By Max Bernhard
U.S. stocks were little changed Friday, with major indexes poised to close the week with gains after a strong kickoff to corporate earnings season and an easing of trade tensions with China.
The Dow Jones Industrial Average ticked down 0.1% in morning trading. The S&P 500 slipped less than 0.1%, while the Nasdaq Composite fell 0.1%.
Johnson & Johnson slumped 3.4%, weighing on the Dow, as the company said it was recalling a single lot of its Johnson's Baby Powder after tests found the small amounts of chrysotile asbestos contamination.
Shares in Coca-Cola jumped 1.8% following higher sales posted by the beverage giant.
The S&P 500 is on course for a 0.8% gain for the week, powered by upbeat quarterly earnings reports from banks like JPMorgan Chase and Citigroup and hopes that the trade dispute with China is closer to a resolution.
Overseas, Chinese stocks dropped sharply Friday after data showed the Chinese the economy slowed further in the third quarter, adding to concerns about global growth.
The benchmark Shanghai Composite Index fell 1.3%, its biggest decline in a month. Fresh data showed that China's economy grew 6% in the quarter as business activity continued to deteriorate in the world's No. 2 economy. Each quarterly slowdown in growth has pulled the economic performance to new lows not seen since the current measure of output was adopted in 1992.
"The figures are painting markets in red today," said Ipek Ozkardeskaya, a senior analyst at London Capital Group. "Pulling below 6% would be really bad for investor sentiment, not only in China, but globally."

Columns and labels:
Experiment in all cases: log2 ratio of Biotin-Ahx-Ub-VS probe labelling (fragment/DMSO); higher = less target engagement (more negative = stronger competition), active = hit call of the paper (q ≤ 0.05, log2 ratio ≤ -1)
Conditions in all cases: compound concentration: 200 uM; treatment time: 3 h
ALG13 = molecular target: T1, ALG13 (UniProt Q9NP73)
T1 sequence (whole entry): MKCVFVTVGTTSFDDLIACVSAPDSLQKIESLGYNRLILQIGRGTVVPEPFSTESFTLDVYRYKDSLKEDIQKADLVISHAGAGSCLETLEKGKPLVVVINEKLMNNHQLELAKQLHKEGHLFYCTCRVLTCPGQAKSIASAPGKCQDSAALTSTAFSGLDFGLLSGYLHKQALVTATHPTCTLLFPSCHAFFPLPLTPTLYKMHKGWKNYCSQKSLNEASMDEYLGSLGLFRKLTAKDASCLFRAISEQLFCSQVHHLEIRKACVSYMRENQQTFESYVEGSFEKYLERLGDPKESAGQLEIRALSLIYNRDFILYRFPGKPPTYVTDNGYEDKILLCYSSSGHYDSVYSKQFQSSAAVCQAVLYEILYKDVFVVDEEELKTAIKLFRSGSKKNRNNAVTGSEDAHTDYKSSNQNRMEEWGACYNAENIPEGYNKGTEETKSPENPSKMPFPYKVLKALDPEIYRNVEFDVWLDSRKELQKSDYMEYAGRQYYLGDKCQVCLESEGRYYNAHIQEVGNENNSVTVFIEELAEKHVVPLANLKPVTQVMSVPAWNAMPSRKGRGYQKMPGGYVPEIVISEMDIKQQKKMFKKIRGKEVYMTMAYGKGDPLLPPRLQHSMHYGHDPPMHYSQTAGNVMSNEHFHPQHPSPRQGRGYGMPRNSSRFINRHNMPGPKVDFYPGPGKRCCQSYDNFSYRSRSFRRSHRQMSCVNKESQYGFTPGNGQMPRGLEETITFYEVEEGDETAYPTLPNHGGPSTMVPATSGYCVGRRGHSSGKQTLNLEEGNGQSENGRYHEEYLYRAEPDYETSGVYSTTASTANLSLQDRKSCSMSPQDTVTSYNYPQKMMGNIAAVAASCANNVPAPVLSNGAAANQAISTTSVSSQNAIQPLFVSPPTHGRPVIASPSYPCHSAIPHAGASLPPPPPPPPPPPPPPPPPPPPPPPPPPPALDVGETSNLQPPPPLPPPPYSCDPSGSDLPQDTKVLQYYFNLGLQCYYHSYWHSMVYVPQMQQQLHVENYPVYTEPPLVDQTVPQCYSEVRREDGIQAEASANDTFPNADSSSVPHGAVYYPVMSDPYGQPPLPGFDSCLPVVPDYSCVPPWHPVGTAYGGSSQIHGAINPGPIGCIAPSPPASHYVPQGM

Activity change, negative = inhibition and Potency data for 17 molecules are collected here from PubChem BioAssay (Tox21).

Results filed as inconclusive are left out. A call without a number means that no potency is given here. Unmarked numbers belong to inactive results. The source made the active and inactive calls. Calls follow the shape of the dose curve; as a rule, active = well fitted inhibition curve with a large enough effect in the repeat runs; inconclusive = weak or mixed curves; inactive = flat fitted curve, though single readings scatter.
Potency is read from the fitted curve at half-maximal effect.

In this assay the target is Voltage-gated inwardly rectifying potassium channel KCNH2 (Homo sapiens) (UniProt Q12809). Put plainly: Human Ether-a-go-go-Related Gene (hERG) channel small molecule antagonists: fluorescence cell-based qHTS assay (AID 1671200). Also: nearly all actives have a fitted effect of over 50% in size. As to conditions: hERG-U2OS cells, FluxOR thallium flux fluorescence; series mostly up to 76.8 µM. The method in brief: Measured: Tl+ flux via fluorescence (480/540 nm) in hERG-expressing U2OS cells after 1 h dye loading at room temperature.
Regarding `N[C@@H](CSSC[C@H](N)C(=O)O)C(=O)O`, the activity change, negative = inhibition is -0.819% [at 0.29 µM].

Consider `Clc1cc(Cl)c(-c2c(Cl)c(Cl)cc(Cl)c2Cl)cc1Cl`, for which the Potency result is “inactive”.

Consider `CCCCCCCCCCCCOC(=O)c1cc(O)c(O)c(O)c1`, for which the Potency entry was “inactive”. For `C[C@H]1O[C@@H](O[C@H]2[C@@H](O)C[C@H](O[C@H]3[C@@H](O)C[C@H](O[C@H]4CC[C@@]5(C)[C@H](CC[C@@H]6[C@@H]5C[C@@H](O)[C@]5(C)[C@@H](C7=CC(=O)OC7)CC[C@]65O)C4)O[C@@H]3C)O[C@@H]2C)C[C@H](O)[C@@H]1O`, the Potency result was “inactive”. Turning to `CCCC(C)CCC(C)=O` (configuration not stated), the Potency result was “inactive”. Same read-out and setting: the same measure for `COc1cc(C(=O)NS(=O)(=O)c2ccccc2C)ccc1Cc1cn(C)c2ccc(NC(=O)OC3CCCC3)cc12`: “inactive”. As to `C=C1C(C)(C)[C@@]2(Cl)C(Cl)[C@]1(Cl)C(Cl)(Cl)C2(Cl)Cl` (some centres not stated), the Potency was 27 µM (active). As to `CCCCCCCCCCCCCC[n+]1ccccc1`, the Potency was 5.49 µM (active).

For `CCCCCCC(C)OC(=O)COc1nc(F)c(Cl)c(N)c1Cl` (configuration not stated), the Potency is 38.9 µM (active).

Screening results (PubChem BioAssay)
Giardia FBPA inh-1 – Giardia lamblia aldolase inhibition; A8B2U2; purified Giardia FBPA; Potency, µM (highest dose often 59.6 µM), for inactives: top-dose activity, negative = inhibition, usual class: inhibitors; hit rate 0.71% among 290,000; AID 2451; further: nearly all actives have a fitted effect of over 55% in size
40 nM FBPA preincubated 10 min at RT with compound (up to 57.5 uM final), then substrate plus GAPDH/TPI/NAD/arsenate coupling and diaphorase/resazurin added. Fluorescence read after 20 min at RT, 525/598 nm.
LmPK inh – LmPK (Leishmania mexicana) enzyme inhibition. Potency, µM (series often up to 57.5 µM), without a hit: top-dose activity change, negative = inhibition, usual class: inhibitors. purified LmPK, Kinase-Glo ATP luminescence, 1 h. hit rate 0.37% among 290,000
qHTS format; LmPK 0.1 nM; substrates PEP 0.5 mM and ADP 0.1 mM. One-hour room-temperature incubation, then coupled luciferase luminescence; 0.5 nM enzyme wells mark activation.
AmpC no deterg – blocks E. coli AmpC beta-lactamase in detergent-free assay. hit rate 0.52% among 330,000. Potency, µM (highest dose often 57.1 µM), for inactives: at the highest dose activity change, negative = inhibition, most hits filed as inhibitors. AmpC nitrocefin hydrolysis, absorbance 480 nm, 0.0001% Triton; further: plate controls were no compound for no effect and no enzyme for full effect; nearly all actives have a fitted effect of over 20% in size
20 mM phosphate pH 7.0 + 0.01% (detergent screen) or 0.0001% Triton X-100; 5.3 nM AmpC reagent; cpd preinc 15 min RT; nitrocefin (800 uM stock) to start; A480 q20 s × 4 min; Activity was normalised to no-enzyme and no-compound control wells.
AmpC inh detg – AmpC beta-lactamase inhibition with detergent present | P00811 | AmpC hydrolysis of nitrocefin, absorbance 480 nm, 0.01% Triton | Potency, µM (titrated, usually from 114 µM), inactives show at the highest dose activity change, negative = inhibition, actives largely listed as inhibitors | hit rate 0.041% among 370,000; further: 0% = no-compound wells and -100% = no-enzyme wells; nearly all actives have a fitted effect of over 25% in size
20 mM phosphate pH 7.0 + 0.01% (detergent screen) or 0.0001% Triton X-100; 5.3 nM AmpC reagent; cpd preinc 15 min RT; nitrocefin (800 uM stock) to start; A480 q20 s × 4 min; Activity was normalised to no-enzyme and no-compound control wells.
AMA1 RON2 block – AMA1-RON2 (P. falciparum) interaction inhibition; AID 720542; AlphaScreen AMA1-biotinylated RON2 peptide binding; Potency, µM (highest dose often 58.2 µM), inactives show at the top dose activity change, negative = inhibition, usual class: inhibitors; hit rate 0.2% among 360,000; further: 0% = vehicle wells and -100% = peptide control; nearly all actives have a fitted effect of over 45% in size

The benchmark Stoxx Europe 600 slipped 0.2%. In the U.K., the FTSE 250 equity index ticked 0.3% higher and the pound wavered between gains and losses against the U.S. dollar. Investors are watching developments closely before U.K. lawmakers vote Saturday on a draft Brexit agreement struck with the European Union. Prime Minister Boris Johnson is trying to muster enough support for the deal in the U.K. Parliament.
French auto maker Renault declined 12.1% after cutting its full-year revenue and operating-margin guidance on a sales slump outside Europe and higher costs from developing lower-emissions car models.
Later in the day, investors might get clues on potential U.S. central-bank activity when Federal Reserve officials, including Robert Kaplan and Richard Clarida, make speeches.
Write to Max Bernhard at Max.Bernhard@dowjones.com